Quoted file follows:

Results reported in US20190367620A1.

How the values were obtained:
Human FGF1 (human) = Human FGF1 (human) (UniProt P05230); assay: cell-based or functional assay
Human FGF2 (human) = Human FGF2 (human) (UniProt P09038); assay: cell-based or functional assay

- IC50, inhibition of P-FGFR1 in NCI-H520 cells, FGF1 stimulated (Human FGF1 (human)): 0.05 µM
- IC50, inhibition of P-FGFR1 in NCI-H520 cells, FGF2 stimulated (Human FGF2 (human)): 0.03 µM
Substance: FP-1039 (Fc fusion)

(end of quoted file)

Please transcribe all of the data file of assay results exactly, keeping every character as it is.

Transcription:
Results reported in US20190367620A1.

How the values were obtained:
Human FGF1 (human) = Human FGF1 (human) (UniProt P05230); assay: cell-based or functional assay
Human FGF2 (human) = Human FGF2 (human) (UniProt P09038); assay: cell-based or functional assay

- IC50, inhibition of P-FGFR1 in NCI-H520 cells, FGF1 stimulated (Human FGF1 (human)): 0.05 µM
- IC50, inhibition of P-FGFR1 in NCI-H520 cells, FGF2 stimulated (Human FGF2 (human)): 0.03 µM
Substance: FP-1039 (Fc fusion)